Mercury’s best return for its investors may well be to run Are Media as a cash cow, and not even try to reverse the decline through investment. I’ve not observed any attempts by Are Media to promote the magazine medium to advertisers since the Mercury takeover. Magazines is now the only major medium - if you can call it that - without an industry marketing body.
From the outside, the true state of the magazine sector is hard to tell. SMI gives a partial picture of advertising because it covers media agency spend, but not direct revenue. There’s no longer data on circulation revenue because of the axing of circulation audits five years ago; readership data is a poor proxy for cover sales. And because Are Media is privately held, there are none of the reporting obligations that an ASX company would face.
With the decline in newspapers’ print advertising revenue, there’s a more complex story in play. There are now far fewer local papers after News Corp’s mass closure round half way through 2020, but national print mastheads grew revenue.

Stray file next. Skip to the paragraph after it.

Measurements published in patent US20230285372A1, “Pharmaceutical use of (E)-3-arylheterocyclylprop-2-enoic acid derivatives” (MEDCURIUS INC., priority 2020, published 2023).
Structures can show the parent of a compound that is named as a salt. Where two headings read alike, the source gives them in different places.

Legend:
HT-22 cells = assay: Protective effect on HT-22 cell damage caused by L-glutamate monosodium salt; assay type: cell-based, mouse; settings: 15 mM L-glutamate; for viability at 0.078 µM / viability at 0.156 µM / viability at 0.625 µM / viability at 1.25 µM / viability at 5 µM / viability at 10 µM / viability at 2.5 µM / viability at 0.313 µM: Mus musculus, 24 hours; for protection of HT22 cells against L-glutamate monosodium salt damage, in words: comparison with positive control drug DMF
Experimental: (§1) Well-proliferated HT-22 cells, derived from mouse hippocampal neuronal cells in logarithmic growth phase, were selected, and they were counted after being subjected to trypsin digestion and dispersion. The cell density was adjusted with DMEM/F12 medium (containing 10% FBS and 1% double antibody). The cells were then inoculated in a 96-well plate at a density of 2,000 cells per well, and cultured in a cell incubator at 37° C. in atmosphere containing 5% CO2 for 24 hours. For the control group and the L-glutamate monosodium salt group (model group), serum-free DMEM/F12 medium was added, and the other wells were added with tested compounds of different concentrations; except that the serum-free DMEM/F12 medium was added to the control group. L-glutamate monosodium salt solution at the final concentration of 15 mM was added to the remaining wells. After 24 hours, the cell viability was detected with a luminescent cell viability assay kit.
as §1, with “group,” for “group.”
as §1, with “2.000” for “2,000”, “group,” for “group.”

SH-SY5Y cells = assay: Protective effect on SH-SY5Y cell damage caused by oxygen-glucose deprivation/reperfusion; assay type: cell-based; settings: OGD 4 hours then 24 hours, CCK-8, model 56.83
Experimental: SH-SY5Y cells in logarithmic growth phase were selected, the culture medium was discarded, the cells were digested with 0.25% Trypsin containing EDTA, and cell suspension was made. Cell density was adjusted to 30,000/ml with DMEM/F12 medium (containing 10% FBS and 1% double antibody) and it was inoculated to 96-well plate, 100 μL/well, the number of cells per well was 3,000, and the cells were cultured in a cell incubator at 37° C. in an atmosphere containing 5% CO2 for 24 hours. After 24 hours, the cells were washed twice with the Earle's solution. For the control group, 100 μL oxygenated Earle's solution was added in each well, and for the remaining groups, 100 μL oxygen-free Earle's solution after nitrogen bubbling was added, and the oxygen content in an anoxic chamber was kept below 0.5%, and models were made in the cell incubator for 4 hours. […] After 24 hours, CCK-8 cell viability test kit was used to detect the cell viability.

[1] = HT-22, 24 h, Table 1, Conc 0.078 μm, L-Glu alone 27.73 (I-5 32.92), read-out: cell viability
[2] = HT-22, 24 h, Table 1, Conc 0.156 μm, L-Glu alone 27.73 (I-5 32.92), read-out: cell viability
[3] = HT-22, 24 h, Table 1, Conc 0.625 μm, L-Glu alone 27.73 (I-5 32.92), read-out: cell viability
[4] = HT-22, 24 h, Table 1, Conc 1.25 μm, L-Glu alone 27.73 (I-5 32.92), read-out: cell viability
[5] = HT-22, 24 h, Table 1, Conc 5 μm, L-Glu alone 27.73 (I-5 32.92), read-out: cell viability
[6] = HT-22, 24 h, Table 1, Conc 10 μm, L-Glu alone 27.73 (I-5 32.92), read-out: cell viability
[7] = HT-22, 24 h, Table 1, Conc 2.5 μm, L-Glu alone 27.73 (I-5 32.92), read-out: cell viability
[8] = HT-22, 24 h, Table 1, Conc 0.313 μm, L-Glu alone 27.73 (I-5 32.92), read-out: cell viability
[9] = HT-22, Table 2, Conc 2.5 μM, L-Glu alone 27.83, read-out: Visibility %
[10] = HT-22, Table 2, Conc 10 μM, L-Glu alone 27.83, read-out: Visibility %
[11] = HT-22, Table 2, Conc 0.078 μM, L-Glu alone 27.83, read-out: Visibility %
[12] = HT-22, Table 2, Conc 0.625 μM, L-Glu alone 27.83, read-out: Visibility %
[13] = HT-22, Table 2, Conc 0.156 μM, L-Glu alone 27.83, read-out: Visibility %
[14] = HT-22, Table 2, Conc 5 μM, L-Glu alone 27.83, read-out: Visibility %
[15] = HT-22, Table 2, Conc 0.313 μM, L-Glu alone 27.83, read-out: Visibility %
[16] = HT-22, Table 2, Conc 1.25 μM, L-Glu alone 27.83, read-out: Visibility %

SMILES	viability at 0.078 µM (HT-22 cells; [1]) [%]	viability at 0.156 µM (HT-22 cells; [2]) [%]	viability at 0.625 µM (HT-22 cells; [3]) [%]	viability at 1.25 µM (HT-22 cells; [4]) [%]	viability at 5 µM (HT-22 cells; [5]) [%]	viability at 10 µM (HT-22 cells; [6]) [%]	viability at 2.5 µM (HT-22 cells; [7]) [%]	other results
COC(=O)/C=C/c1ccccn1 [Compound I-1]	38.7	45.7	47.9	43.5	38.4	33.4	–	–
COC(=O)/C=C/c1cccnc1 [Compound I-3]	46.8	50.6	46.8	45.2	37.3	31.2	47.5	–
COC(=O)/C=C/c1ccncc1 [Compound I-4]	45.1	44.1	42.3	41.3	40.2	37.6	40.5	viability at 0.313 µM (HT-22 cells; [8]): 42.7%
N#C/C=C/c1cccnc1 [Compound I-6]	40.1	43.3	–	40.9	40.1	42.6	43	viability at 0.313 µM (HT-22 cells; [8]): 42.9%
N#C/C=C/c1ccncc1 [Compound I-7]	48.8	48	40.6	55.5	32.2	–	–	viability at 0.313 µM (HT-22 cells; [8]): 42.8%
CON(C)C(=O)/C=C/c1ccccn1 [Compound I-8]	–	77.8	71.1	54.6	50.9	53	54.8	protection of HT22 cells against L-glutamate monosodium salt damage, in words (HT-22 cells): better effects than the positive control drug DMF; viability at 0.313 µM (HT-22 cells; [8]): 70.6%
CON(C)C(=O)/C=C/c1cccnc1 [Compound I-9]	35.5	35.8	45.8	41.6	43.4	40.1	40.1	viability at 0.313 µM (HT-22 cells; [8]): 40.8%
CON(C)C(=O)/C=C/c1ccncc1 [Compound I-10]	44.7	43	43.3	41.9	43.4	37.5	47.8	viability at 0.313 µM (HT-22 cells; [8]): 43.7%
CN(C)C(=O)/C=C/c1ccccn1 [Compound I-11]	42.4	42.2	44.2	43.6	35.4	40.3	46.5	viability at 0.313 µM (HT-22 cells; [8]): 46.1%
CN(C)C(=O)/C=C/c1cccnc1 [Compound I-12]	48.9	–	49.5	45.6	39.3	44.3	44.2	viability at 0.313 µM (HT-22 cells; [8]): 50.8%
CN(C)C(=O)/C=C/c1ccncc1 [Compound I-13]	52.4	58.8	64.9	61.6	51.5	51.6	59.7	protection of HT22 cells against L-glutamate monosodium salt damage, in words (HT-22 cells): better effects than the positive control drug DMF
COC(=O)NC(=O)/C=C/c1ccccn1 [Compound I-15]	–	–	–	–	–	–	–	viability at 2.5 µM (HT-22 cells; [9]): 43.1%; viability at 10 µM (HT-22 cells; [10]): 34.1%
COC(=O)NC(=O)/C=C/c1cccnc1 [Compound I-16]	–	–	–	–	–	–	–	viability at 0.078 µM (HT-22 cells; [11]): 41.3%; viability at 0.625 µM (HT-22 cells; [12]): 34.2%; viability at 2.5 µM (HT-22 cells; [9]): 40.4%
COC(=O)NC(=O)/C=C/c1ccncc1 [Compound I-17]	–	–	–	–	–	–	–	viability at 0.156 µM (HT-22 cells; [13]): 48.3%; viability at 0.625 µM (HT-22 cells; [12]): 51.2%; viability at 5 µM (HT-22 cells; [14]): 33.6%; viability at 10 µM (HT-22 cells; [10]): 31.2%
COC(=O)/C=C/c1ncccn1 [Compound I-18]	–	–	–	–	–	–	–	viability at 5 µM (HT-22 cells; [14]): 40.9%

The 8.6% annual fall for printed newspapers was offset by the 26.5% rise in digital revenue (albeit on a much lower base). Not included in the figures is the money now coming into the news companies from Google and Facebook. And there are also rising digital subscriptions.
Outdoor will be fascinating to watch in 2022. Its growth of 26.8 per cent for the year was mainly a function of it bouncing back from its awful 2020. But the City of Sydney contract switching from JC Decaux to QMS kicks in shortly and that will create a lot of noise in the market. Yesterday QMS revealed its launch partners. I wouldn’t be surprised if the activity drags more revenue into outdoor as a whole.
And then there’s one indisputable growth story - that of digital audio. Up by 37.5% for the year, and 21.5% in December, there’s real heat in podcasting and the wider streaming market. Not only is it a consumer trend, but the traditional radio players are going even harder because it provides them with the sort of growth story that shareholders like.
2022 also seems to have started strongly in terms of adspend. The rest of the Ashes, and the later, February start to the Tennis on Nine, both of which are yet to show upo in the SMI data, likely means a strong start.